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Charlotte Amalie
Friday, June 24, 2022
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Security to be Tight for St. John Festival Events

With the Boston Marathon bombing still fresh in Festival organizers’ minds, local and federal law enforcement agencies, in conjunction with the St. John Festival and Cultural Organization, plan tight security for the upcoming Festival events.

“We’re trying to be more vigilant,” said Leona Smith, St. John Administrator and head of the St. John Festival and Cultural Organization.

Security will start on St. Thomas at the Red Hook ferry dock, where passengers boarding the ferry to Cruz Bay, St. John, will be subject to random screening by the Transportation Security Administration. The agency calls its efforts Visible Intermodal Prevention and Response.

“The primary objective of VIPR operations is to prevent acts of terrorism through the exercise of random, unpredictable security and law enforcement asset deployments in all modes of transportation,” Federal Security Director Julian E. Williams said in a press release.

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Williams said VIPRs represent a cooperative and coordinated response by federal and local teams to prevent, disrupt and deter acts of terror.

Deputy Police Chief Maria Jones wouldn’t provide details but said that officers will make random inspections at places like parking lots.

“We have augmented our manpower with officers coming from St. Thomas,” she said, adding that officers will be on foot patrols.

According to Smith, the bomb disposal unit parked across from the police station for Sunday’s Food Fair was part of the security effort.

“You’re going to see a lot of that,” she said.

It appears that the J’ouvert scheduled for 4 a.m. July 4 will be quite scaled down compared to the usual rowdy party. Smith said Thursday afternoon that she hasn’t heard from any bands that usually play at J’ouvert and that, in past years, they’ve all notified her early on.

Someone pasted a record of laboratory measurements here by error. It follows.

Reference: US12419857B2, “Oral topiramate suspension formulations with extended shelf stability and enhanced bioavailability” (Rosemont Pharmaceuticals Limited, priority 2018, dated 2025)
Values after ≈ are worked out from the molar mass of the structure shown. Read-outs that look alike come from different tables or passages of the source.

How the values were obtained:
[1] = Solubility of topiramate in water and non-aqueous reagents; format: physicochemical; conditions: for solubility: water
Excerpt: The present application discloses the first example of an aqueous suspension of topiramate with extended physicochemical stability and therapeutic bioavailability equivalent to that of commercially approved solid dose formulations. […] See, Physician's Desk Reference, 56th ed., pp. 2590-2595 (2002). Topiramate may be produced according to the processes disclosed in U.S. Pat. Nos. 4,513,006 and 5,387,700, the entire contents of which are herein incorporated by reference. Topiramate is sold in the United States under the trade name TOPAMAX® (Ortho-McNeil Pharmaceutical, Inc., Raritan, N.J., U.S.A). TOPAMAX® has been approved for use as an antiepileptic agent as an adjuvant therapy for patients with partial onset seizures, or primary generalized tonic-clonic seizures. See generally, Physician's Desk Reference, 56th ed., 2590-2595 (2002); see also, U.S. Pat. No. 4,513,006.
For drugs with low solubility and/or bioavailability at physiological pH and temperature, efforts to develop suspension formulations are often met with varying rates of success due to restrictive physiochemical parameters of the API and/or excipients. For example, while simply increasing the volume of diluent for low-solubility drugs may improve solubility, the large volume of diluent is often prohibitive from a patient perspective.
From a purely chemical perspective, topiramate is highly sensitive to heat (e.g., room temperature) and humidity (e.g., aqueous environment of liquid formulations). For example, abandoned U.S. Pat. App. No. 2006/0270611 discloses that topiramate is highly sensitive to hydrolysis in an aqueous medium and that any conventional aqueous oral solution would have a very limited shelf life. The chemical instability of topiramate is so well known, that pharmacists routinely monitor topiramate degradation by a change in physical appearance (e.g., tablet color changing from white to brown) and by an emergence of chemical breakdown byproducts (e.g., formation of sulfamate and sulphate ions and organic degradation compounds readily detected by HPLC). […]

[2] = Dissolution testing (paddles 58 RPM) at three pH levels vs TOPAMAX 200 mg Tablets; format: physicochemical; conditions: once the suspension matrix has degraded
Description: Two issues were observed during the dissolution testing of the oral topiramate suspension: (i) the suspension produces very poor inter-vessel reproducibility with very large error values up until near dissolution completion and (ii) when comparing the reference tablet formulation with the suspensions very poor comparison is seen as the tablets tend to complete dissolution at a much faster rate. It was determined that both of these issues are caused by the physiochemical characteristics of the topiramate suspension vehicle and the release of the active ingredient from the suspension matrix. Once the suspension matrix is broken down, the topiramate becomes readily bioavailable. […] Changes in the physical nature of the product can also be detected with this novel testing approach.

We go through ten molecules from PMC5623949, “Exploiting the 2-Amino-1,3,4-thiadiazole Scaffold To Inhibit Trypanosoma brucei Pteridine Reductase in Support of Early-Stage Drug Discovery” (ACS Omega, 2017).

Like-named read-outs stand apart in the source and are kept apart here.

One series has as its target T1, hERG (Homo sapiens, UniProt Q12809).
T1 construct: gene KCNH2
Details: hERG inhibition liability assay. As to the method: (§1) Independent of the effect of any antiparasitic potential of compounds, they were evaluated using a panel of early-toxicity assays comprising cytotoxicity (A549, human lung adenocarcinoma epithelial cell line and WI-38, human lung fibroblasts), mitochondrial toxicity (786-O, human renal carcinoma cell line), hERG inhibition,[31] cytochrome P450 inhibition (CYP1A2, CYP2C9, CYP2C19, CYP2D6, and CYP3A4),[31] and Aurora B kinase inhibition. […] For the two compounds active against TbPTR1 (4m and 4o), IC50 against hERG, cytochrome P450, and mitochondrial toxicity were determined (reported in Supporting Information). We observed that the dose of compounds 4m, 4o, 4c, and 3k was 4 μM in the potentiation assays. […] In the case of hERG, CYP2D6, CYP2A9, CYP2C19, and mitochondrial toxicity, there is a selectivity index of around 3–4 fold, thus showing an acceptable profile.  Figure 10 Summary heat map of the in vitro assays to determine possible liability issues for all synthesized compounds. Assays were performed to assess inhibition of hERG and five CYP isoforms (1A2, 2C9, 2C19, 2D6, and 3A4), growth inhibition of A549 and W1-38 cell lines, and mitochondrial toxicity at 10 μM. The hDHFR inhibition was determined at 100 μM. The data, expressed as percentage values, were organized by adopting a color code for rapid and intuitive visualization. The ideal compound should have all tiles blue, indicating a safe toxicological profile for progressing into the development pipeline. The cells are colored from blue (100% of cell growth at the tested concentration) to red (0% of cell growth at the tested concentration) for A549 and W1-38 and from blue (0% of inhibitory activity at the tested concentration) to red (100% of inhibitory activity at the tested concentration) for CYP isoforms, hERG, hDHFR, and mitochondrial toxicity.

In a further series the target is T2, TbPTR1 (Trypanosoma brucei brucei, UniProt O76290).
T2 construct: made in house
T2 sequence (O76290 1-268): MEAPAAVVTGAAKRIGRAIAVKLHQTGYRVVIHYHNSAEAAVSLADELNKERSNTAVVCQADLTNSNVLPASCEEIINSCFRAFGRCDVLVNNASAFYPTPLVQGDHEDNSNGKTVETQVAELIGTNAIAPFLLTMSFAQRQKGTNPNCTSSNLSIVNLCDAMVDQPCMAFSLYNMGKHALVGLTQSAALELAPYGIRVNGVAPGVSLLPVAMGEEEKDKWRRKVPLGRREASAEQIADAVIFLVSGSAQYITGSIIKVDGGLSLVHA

She did say Pan in Motion will play, but also that she doesn’t expect people who follow a steel pan group through the streets of Cruz Bay to cause problems.

According to the TSA press release, VIPR teams are usually well known for their sudden but now expected appearance in different modes of transportation such as at the Red Hook ferry dock. This year, TSA VIPRs have screened several thousands of passengers, several hundred vehicles and, with agency partners, have detected numerous contraband items, undeclared firearms and other dangerous items that may have otherwise gone undetected during this high traffic season, the release said.

Williams said the “highlight of our operations to date” was the “successful identification of a runaway who was eventually returned to her parents’ custody.”

TSA asked for continued support and cooperation during these operations and reminded travelers to be vigilant on all transportation modes and to report suspicious activity to local law enforcement. The traveling public plays an important role in security, TSA said.

For more information on these and other helpful tips, please visit www.tsa.gov.

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